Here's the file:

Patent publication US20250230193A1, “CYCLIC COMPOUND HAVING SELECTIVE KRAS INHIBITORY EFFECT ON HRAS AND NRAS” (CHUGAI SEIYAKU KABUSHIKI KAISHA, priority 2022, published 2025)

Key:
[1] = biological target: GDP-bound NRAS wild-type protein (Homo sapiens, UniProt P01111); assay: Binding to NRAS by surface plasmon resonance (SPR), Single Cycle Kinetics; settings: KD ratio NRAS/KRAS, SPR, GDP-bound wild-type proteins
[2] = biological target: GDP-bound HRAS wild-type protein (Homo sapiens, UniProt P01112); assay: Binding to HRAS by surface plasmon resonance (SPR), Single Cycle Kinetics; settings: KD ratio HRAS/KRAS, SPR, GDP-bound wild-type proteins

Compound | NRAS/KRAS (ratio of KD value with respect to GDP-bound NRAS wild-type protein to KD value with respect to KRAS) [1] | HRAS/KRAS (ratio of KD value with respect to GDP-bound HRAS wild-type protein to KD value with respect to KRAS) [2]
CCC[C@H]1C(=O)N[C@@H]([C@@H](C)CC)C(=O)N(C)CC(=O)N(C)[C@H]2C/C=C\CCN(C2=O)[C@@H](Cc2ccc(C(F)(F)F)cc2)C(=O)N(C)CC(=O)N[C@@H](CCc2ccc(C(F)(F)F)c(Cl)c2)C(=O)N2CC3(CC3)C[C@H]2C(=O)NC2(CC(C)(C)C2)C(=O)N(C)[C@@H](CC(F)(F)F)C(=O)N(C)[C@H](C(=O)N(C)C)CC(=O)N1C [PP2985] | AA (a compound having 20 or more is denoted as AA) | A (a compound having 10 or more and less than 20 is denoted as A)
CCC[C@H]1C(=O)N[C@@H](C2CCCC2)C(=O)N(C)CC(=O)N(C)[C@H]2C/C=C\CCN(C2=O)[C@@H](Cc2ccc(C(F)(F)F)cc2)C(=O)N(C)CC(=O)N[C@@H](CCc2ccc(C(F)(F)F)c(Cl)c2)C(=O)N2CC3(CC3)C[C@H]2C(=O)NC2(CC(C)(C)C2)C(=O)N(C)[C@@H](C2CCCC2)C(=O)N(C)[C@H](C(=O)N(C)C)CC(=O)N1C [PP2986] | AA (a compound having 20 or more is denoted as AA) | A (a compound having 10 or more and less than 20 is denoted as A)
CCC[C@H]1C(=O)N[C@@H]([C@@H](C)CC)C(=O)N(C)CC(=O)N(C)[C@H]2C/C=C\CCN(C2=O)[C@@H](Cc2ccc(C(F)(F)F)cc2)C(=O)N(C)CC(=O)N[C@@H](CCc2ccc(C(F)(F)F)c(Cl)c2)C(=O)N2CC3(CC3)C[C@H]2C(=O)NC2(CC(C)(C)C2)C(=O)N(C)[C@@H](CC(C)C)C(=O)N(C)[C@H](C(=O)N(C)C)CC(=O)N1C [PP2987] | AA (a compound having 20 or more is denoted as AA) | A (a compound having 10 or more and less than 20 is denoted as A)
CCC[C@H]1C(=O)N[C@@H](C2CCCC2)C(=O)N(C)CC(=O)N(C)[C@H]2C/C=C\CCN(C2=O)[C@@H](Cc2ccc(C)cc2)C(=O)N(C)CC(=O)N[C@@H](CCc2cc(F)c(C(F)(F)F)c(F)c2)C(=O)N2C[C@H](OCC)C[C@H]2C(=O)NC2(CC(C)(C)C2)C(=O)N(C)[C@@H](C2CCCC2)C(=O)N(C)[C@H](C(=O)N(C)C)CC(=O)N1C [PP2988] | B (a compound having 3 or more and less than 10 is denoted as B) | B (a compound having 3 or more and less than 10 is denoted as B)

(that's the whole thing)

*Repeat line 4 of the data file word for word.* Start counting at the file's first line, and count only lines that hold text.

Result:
[2] = biological target: GDP-bound HRAS wild-type protein (Homo sapiens, UniProt P01112); assay: Binding to HRAS by surface plasmon resonance (SPR), Single Cycle Kinetics; settings: KD ratio HRAS/KRAS, SPR, GDP-bound wild-type proteins